I graduated from Flagler College in May 2015. Luckily, I had an internship set up three days a week, and a hostess position to fill up the rest of my week. When I landed the internship, I called everyone to share the news. I finally figured out what I was going to do with my “post-grad life” and I was so excited to get started. Then I began checking in on everyone else… awful idea.
I checked Instagram, where I was flooded with photos of three friends who were traveling across Europe together. On a stop in Italy, they captured the clinks of white wine, with a photo captioned “Vino Bianco.” First of all, thanks for the invite. Also, you’re from Maryland, Jackie…I know you had to Google translate that caption.
But anyway, we graduated. With a degree in hand and about 17 years of schooling under our belts, it’s presumed that we would acquire that entry-level position and begin the daily grind up the corporate ladder. However, more and more often, I’m noticing a glorified trend of traveling the world, backpacking across the country and volunteering abroad.
I work at a desk; I’m actually working right now. I commute a little over an hour to Jacksonville, three days a week and find myself questioning the very foundations of my life about three times a day, all while my fellow graduates post filtered snapshots of their beautiful and glorious adventures.
Then one day, it hit me: I enjoy working. I enjoy learning and writing, which I’ve been given the opportunity to do a lot of. I’m finding out that it’s entirely possible to nurture your passions at a desk too. Do I envy those who have the freedom to travel directly out of college? Absolutely. But I’m choosing to work now and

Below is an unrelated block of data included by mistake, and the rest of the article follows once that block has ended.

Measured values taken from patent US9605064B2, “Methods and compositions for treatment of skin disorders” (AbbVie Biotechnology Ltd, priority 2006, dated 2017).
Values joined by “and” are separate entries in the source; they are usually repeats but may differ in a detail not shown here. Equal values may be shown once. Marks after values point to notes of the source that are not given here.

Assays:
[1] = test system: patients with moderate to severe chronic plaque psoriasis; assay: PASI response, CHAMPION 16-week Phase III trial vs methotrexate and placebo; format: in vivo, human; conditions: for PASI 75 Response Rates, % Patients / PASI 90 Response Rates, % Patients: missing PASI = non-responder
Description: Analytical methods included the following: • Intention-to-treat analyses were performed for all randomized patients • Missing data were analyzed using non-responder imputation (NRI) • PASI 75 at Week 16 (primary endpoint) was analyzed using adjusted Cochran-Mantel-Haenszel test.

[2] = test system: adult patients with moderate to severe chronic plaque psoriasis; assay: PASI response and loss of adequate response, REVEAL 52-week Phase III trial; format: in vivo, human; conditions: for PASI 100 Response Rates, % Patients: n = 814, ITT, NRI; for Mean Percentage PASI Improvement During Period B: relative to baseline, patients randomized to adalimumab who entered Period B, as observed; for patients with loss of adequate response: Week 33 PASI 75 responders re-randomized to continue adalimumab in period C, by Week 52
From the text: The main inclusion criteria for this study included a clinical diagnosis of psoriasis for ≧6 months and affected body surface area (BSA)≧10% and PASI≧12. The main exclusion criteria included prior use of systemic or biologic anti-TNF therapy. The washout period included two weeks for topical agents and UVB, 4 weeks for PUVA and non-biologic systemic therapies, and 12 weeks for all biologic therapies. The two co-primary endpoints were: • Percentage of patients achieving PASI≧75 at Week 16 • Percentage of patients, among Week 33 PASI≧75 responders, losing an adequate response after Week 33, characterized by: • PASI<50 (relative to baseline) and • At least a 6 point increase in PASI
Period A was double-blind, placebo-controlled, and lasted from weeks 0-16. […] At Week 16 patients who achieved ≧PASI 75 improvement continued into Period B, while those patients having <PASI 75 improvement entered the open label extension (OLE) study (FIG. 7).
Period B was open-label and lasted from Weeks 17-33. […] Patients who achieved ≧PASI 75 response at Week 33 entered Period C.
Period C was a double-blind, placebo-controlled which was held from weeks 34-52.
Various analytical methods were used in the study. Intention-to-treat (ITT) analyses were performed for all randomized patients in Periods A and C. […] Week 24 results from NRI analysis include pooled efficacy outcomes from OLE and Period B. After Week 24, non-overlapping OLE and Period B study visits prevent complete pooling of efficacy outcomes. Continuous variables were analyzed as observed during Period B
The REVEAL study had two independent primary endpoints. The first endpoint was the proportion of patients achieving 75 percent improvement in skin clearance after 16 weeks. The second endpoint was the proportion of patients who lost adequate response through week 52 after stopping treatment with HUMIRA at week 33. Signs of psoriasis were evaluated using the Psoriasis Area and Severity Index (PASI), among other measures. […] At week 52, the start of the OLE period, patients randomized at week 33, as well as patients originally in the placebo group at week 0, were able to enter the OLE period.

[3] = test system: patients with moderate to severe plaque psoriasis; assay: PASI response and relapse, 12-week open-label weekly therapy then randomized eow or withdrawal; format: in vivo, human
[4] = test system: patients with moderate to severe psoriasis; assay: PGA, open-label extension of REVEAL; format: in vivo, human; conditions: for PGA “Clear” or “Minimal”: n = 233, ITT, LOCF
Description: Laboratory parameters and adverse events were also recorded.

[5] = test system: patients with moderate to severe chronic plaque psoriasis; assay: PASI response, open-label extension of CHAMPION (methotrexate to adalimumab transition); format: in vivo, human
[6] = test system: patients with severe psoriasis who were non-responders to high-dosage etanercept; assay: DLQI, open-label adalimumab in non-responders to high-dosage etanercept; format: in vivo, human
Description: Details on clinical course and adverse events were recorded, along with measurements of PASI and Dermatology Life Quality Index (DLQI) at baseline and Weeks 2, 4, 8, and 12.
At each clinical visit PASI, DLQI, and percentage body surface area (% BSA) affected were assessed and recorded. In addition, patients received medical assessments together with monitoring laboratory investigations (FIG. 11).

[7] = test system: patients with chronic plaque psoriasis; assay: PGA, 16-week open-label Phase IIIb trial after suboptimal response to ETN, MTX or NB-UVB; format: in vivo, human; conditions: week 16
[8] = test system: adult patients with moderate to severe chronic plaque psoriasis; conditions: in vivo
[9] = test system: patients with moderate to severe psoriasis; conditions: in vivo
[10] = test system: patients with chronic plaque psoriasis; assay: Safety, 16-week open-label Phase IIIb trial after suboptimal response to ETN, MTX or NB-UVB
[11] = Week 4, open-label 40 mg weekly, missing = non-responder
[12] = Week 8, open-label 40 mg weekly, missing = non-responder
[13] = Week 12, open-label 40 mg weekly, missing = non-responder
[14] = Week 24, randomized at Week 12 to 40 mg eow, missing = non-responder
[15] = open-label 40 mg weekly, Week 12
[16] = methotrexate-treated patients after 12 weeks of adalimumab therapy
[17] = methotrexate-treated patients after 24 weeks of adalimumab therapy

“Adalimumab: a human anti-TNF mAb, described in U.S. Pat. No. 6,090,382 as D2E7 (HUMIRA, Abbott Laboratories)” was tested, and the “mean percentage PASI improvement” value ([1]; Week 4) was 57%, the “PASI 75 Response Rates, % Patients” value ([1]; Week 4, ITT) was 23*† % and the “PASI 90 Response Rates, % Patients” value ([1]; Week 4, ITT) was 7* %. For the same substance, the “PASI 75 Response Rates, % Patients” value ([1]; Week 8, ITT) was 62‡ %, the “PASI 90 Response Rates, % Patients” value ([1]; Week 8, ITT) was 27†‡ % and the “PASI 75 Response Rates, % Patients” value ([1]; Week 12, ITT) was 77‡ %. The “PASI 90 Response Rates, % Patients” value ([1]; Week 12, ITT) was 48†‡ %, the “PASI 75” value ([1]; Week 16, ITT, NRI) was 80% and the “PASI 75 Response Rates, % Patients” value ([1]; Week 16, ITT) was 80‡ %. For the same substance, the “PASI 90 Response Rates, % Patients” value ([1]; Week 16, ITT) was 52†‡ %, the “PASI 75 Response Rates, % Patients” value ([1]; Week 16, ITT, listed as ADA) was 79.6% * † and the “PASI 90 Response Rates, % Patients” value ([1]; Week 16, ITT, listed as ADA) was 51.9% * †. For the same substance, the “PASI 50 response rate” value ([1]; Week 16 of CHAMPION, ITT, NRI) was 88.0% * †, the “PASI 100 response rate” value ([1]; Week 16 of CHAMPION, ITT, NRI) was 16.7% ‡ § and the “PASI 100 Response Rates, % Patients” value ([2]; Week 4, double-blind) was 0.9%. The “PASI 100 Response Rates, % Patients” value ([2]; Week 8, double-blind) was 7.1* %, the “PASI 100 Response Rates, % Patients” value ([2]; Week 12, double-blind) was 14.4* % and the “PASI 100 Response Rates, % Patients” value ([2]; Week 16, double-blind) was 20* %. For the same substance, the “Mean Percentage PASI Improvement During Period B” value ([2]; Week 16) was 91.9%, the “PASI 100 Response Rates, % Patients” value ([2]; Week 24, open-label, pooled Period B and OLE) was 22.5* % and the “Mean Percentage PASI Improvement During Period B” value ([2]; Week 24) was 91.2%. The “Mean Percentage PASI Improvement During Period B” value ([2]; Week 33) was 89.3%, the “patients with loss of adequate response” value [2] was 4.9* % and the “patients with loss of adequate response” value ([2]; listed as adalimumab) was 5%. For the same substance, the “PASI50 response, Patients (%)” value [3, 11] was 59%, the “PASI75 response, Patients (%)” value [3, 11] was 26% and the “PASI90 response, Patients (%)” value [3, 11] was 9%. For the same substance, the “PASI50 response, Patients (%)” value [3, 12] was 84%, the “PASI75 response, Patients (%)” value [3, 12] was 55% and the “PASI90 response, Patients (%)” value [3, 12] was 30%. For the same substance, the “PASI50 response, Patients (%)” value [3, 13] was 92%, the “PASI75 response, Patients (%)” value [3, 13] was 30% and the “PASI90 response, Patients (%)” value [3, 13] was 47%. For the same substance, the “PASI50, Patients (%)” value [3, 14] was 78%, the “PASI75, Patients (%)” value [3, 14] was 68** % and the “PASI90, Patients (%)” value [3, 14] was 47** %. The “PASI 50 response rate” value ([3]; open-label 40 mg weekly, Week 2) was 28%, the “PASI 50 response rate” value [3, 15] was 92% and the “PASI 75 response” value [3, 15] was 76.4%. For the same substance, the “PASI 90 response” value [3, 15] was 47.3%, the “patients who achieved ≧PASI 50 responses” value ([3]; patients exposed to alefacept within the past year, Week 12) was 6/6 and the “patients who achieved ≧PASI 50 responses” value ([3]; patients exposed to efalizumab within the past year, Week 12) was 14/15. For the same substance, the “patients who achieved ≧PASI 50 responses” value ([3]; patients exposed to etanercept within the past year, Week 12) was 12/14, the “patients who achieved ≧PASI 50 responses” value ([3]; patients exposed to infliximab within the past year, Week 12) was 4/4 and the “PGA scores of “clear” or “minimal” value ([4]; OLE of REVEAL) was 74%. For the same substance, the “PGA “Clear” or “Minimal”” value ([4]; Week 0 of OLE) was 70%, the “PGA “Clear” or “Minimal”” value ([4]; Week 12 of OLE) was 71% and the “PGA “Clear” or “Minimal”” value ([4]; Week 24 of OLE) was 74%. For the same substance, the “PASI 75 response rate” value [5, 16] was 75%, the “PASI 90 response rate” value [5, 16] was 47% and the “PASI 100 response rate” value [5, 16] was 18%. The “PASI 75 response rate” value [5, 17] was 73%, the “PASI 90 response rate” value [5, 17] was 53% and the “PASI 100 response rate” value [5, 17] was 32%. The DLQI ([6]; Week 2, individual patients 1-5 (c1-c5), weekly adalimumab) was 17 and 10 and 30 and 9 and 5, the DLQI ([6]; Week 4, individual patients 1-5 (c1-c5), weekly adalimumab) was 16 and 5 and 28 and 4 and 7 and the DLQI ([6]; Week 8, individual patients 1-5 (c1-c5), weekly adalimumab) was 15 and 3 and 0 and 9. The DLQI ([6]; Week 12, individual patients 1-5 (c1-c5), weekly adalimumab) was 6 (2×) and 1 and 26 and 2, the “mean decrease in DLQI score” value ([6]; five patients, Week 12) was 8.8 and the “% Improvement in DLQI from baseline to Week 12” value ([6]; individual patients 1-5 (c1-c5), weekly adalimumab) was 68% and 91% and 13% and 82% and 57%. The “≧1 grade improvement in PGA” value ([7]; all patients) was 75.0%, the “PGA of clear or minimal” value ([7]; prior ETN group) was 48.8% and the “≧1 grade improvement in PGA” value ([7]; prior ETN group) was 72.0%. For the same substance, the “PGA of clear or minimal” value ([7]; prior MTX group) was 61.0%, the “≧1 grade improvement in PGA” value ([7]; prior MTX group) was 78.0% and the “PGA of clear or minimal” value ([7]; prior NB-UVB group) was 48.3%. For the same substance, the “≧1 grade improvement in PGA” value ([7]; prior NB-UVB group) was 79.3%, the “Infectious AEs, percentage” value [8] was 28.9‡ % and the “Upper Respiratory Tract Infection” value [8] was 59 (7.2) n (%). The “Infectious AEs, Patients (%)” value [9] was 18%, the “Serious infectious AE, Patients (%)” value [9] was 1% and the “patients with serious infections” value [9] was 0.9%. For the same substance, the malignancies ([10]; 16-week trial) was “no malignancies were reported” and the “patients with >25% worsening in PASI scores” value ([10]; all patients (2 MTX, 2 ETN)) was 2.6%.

see the world later. Here are a few reasons why:
I’m fresh out of college and have no responsibilities – oh wait…
This is a common misconception. Just because you’re young doesn’t mean you don’t need financial security. I need money for far more important things than partying and wine (okay, the wine part might not be true). But anyway, I’ll be paying off student loans for what feels like the rest of my life, rent in a one-bedroom apartment is just ridiculous, and the weekly $200 commute in my trusty 2001 Durango “Dolly” is really generating a love/hate relationship between us.
While travel is a great teacher, work is a pretty good one as well
It doesn’t really matter where you work, you’ll deal with impossible clients and work deadlines that feel as though they blur into one another. When you work in a field like PR or journalism, you quickly learn how to talk your way out of lousy situations and into some more desirable ones.
These may just come in handy when I travel in the future. Not to mention, I am lucky enough to be surrounded by five women whose quality and badassery in the content marketing and public relations field is off the charts. I feel so fortunate to be mentored by them, and plan to take in every piece of advice I can get from them during my time here.
There’s nothing quite like anticipation
The common misbelief with traveling in the future is that it will all depend on how many days of annual leave you get. Unless you plan to stay at the same company forever, this won’t apply to you. Even if you happen to switch departments, request an extended break before stepping into your new position. This will result in a period of unemployment, but financially speaking, you will still be better off than you were fresh out of college.
Time is so much more precious when it’s limited. I truly believe this. I also believe the sooner you learn to be responsible – whether it be with money, job tasks, etc. – the more successful you will be. If I had endless funds, I would hop on a plane right now. This isn’t the case, however. I just got my foot in the door. I will travel when I have the time, the money, and when I accrue the proper amount of days, of course. Until then, the Pinterest vacation planning continues.
What did you do directly out of college? Did you travel the world or work at a desk? Let me know about your experiences in the comments below or email me at firstname.lastname@example.org.